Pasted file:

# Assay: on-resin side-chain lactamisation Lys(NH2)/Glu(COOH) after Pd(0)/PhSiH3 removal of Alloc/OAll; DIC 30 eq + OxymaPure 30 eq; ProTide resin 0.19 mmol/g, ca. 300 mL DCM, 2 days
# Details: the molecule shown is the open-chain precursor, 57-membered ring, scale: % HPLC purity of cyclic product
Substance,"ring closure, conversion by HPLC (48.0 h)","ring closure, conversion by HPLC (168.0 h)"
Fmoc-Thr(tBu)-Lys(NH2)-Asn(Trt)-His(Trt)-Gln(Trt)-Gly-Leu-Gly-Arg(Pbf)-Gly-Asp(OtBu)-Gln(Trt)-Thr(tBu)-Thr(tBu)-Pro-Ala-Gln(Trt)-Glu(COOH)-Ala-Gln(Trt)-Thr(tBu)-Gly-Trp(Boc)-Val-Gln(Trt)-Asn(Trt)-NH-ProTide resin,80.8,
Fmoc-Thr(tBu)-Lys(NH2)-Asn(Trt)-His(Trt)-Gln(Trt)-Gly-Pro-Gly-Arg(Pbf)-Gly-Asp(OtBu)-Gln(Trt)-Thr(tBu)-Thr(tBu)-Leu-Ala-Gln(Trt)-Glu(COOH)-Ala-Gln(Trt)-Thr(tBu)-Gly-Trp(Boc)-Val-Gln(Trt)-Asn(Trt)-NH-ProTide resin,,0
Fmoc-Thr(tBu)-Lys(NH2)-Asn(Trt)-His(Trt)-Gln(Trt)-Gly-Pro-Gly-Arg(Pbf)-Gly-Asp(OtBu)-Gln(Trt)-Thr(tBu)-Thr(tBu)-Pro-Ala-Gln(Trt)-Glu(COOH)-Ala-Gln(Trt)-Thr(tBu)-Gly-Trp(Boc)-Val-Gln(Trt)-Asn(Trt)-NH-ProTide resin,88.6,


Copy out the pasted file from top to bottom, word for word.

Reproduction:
# Assay: on-resin side-chain lactamisation Lys(NH2)/Glu(COOH) after Pd(0)/PhSiH3 removal of Alloc/OAll; DIC 30 eq + OxymaPure 30 eq; ProTide resin 0.19 mmol/g, ca. 300 mL DCM, 2 days
# Details: the molecule shown is the open-chain precursor, 57-membered ring, scale: % HPLC purity of cyclic product
Substance,"ring closure, conversion by HPLC (48.0 h)","ring closure, conversion by HPLC (168.0 h)"
Fmoc-Thr(tBu)-Lys(NH2)-Asn(Trt)-His(Trt)-Gln(Trt)-Gly-Leu-Gly-Arg(Pbf)-Gly-Asp(OtBu)-Gln(Trt)-Thr(tBu)-Thr(tBu)-Pro-Ala-Gln(Trt)-Glu(COOH)-Ala-Gln(Trt)-Thr(tBu)-Gly-Trp(Boc)-Val-Gln(Trt)-Asn(Trt)-NH-ProTide resin,80.8,
Fmoc-Thr(tBu)-Lys(NH2)-Asn(Trt)-His(Trt)-Gln(Trt)-Gly-Pro-Gly-Arg(Pbf)-Gly-Asp(OtBu)-Gln(Trt)-Thr(tBu)-Thr(tBu)-Leu-Ala-Gln(Trt)-Glu(COOH)-Ala-Gln(Trt)-Thr(tBu)-Gly-Trp(Boc)-Val-Gln(Trt)-Asn(Trt)-NH-ProTide resin,,0
Fmoc-Thr(tBu)-Lys(NH2)-Asn(Trt)-His(Trt)-Gln(Trt)-Gly-Pro-Gly-Arg(Pbf)-Gly-Asp(OtBu)-Gln(Trt)-Thr(tBu)-Thr(tBu)-Pro-Ala-Gln(Trt)-Glu(COOH)-Ala-Gln(Trt)-Thr(tBu)-Gly-Trp(Boc)-Val-Gln(Trt)-Asn(Trt)-NH-ProTide resin,88.6,